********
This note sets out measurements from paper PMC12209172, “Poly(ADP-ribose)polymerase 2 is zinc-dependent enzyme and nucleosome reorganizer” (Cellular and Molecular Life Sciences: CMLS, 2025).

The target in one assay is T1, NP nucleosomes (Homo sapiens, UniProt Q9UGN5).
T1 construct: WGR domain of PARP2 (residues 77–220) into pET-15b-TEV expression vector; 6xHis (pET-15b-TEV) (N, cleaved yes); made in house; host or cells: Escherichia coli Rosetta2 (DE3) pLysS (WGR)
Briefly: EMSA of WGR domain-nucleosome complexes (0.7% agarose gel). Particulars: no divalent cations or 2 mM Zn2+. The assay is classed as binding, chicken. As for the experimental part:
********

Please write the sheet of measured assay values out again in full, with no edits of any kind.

This note sets out measurements from paper PMC12209172, “Poly(ADP-ribose)polymerase 2 is zinc-dependent enzyme and nucleosome reorganizer” (Cellular and Molecular Life Sciences: CMLS, 2025).

The target in one assay is T1, NP nucleosomes (Homo sapiens, UniProt Q9UGN5).
T1 construct: WGR domain of PARP2 (residues 77–220) into pET-15b-TEV expression vector; 6xHis (pET-15b-TEV) (N, cleaved yes); made in house; host or cells: Escherichia coli Rosetta2 (DE3) pLysS (WGR)
Briefly: EMSA of WGR domain-nucleosome complexes (0.7% agarose gel). Particulars: no divalent cations or 2 mM Zn2+. The assay is classed as binding, chicken. As for the experimental part: